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LIZ WELCH TIRRELL grew up in Midland, Texas: a landscape void of bends, curves or irregularities and a 180° sky, yet I will always think of it and the highdeserts of West Texas as beautiful a place as the ocean. The openness and light of both desert and sea were a great visual influence and photography became a passion. Probably the most significant credit goes to my father, the architect Frank Welch, and his enthusiastic discernments on the world around us. Getting to sit at drafting tables as a girl on weekends at his office with the preCAD precision tools of design of those days left me happily occupied for hours.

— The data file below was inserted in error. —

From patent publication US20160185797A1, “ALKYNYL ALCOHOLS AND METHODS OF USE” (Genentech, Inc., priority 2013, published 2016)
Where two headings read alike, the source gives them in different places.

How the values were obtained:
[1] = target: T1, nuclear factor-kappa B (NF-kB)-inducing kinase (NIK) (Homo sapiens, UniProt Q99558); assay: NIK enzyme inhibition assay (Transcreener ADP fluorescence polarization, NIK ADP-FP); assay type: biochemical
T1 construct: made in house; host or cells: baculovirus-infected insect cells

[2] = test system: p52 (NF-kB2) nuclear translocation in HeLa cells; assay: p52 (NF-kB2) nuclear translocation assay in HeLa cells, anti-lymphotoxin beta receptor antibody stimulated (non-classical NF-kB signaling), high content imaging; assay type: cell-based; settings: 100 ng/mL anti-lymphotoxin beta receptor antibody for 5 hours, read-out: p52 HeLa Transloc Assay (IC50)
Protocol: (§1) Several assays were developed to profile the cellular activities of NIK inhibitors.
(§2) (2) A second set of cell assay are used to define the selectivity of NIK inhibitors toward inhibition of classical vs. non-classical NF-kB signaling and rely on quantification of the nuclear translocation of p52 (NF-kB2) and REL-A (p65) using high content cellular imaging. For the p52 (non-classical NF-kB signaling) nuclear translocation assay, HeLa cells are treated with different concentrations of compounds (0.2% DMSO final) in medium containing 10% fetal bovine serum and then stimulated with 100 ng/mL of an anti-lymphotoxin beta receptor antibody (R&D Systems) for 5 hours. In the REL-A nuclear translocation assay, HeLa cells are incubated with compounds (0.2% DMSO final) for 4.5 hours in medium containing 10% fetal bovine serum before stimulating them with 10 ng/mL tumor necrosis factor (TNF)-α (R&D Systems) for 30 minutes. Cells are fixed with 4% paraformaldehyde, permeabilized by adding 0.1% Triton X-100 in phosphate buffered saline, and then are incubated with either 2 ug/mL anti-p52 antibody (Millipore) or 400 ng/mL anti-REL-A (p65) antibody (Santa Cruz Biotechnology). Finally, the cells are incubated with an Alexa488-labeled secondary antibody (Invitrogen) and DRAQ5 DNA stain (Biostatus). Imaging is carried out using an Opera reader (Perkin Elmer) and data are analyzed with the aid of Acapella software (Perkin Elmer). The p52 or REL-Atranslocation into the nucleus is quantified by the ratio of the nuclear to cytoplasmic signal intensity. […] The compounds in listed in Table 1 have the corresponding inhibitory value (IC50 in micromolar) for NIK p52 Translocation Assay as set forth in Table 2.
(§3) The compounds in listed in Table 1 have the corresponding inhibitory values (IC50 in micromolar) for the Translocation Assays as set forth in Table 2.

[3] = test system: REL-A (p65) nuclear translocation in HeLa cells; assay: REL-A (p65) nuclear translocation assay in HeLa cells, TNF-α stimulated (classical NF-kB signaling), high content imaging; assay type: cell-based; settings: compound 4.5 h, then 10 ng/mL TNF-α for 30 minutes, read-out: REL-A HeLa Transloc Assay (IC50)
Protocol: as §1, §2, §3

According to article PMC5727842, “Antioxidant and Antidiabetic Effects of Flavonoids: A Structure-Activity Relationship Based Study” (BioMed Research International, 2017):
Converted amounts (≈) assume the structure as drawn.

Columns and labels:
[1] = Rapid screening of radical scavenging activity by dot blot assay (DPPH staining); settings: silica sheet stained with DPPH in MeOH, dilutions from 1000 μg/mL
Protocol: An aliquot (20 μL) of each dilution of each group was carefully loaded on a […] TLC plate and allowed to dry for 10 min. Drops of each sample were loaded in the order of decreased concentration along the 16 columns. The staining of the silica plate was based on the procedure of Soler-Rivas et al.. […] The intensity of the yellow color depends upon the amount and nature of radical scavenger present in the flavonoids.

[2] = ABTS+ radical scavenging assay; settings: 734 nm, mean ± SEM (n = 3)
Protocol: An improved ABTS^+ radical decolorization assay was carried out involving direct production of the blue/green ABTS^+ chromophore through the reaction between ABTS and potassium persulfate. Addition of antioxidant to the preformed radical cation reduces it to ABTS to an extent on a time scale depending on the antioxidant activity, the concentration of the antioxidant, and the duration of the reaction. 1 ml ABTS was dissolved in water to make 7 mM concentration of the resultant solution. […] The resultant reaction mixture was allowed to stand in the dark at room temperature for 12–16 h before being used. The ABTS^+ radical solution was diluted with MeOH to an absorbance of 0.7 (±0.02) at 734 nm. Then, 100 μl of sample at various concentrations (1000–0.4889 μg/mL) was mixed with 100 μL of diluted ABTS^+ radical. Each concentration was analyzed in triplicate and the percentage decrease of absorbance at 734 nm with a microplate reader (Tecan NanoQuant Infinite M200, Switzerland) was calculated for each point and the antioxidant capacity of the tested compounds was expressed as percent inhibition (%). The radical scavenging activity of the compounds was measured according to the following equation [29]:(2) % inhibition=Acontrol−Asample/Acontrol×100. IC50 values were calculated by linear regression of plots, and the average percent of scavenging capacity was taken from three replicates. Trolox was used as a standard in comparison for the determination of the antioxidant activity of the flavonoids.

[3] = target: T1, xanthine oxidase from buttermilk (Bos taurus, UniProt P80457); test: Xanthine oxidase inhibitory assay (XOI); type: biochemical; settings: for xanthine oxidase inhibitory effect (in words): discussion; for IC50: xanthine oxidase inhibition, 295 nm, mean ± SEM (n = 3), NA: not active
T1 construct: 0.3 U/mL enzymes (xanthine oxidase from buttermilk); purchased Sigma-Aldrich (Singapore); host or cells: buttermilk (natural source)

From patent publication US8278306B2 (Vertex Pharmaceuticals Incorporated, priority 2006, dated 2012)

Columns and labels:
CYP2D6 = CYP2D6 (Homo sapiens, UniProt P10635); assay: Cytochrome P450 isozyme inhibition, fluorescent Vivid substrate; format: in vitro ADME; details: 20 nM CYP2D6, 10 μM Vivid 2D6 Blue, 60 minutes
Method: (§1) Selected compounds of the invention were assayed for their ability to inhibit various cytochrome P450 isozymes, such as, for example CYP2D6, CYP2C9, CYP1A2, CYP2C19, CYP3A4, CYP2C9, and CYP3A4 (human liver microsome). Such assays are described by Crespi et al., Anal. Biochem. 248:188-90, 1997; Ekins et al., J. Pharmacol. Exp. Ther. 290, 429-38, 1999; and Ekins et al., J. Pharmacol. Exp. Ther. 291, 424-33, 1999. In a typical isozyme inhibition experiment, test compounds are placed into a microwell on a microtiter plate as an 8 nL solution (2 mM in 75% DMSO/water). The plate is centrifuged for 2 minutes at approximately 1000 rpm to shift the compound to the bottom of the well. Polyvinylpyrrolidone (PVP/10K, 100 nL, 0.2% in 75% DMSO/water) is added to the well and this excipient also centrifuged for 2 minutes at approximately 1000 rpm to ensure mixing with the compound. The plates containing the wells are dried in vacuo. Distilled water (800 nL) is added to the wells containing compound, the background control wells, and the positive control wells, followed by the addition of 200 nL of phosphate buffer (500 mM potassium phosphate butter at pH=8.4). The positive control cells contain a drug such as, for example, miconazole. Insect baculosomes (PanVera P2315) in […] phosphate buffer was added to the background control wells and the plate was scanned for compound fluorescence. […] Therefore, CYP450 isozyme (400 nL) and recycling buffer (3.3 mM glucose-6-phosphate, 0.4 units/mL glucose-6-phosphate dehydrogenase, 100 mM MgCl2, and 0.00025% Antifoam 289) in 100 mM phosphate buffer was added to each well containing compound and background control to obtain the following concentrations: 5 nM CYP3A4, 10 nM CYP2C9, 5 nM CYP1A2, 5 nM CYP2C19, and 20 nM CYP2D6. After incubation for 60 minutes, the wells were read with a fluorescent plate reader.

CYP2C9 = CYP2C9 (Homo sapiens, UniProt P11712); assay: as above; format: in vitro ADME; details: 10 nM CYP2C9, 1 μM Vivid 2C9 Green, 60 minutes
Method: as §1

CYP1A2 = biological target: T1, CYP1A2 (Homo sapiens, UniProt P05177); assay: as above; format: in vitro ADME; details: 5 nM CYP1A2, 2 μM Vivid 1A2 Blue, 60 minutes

I’ve always loved watercolor as a medium and usually had my little Winsor & Newton travel kit with me to paint postcards when out and about, and an old Leica 35mm; now the impressive Iphone 6Plus is my camera of choice. But it wasn’t until last spring after a visit to Marfa and then to La Baule in Brittany that something took hold. It started out photographically, and upon my return I began thinking of pulling all my visual interests together: camera work, painting, and tinkering, to build a simple yet precision device employing a technique that has been around for centuries: the neo lucida or camera obscura.
I often feel that nature is looking at me, rather than I at it; I like to think of my small paintings as nature’s selfies. It can be tedious work to produceto paraphrase Ginger Rogers’: ‘I do it backwards AND upsidedown.’ Yet, like those childhood days playing with the instruments of the architect’s trade, it leaves me happily occupied for hours.